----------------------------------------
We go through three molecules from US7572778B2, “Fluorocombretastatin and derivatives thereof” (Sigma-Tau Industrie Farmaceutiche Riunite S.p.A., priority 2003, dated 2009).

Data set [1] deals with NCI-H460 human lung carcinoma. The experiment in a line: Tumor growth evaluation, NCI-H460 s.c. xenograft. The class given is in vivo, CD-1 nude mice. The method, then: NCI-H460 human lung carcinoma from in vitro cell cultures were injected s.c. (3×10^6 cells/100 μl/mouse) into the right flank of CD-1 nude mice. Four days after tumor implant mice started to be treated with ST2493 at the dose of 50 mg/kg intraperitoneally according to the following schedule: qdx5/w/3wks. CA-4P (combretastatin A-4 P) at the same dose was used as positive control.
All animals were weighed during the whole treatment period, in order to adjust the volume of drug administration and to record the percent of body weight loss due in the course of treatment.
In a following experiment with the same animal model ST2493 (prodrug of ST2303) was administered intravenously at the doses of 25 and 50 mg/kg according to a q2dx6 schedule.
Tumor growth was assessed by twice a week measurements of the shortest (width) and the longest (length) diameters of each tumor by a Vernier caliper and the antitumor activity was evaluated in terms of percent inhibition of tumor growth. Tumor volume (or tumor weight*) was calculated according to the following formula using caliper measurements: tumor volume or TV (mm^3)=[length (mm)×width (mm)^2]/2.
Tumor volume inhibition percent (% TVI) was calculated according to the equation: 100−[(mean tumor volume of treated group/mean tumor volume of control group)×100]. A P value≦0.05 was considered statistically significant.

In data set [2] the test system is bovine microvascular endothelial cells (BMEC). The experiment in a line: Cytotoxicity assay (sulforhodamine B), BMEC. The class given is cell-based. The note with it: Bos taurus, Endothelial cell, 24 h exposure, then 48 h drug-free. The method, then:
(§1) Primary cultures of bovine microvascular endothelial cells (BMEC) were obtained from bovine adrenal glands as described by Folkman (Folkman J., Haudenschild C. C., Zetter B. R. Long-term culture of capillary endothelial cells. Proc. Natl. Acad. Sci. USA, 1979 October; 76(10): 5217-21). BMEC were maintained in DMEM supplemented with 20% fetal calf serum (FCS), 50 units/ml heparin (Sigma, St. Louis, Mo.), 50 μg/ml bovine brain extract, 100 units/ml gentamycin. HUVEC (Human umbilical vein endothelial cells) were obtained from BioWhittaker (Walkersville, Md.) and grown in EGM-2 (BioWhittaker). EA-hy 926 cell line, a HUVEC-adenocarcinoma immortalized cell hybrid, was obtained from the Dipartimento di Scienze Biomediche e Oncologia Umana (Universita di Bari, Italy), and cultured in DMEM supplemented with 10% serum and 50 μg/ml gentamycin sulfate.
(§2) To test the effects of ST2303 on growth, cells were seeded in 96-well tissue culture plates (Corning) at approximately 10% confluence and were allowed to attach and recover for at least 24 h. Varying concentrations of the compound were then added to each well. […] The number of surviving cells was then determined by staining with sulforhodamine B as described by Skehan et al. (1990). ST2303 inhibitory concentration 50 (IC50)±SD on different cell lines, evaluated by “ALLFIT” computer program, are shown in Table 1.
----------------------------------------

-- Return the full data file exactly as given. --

We go through three molecules from US7572778B2, “Fluorocombretastatin and derivatives thereof” (Sigma-Tau Industrie Farmaceutiche Riunite S.p.A., priority 2003, dated 2009).

Data set [1] deals with NCI-H460 human lung carcinoma. The experiment in a line: Tumor growth evaluation, NCI-H460 s.c. xenograft. The class given is in vivo, CD-1 nude mice. The method, then: NCI-H460 human lung carcinoma from in vitro cell cultures were injected s.c. (3×10^6 cells/100 μl/mouse) into the right flank of CD-1 nude mice. Four days after tumor implant mice started to be treated with ST2493 at the dose of 50 mg/kg intraperitoneally according to the following schedule: qdx5/w/3wks. CA-4P (combretastatin A-4 P) at the same dose was used as positive control.
All animals were weighed during the whole treatment period, in order to adjust the volume of drug administration and to record the percent of body weight loss due in the course of treatment.
In a following experiment with the same animal model ST2493 (prodrug of ST2303) was administered intravenously at the doses of 25 and 50 mg/kg according to a q2dx6 schedule.
Tumor growth was assessed by twice a week measurements of the shortest (width) and the longest (length) diameters of each tumor by a Vernier caliper and the antitumor activity was evaluated in terms of percent inhibition of tumor growth. Tumor volume (or tumor weight*) was calculated according to the following formula using caliper measurements: tumor volume or TV (mm^3)=[length (mm)×width (mm)^2]/2.
Tumor volume inhibition percent (% TVI) was calculated according to the equation: 100−[(mean tumor volume of treated group/mean tumor volume of control group)×100]. A P value≦0.05 was considered statistically significant.

In data set [2] the test system is bovine microvascular endothelial cells (BMEC). The experiment in a line: Cytotoxicity assay (sulforhodamine B), BMEC. The class given is cell-based. The note with it: Bos taurus, Endothelial cell, 24 h exposure, then 48 h drug-free. The method, then:
(§1) Primary cultures of bovine microvascular endothelial cells (BMEC) were obtained from bovine adrenal glands as described by Folkman (Folkman J., Haudenschild C. C., Zetter B. R. Long-term culture of capillary endothelial cells. Proc. Natl. Acad. Sci. USA, 1979 October; 76(10): 5217-21). BMEC were maintained in DMEM supplemented with 20% fetal calf serum (FCS), 50 units/ml heparin (Sigma, St. Louis, Mo.), 50 μg/ml bovine brain extract, 100 units/ml gentamycin. HUVEC (Human umbilical vein endothelial cells) were obtained from BioWhittaker (Walkersville, Md.) and grown in EGM-2 (BioWhittaker). EA-hy 926 cell line, a HUVEC-adenocarcinoma immortalized cell hybrid, was obtained from the Dipartimento di Scienze Biomediche e Oncologia Umana (Universita di Bari, Italy), and cultured in DMEM supplemented with 10% serum and 50 μg/ml gentamycin sulfate.
(§2) To test the effects of ST2303 on growth, cells were seeded in 96-well tissue culture plates (Corning) at approximately 10% confluence and were allowed to attach and recover for at least 24 h. Varying concentrations of the compound were then added to each well. […] The number of surviving cells was then determined by staining with sulforhodamine B as described by Skehan et al. (1990). ST2303 inhibitory concentration 50 (IC50)±SD on different cell lines, evaluated by “ALLFIT” computer program, are shown in Table 1.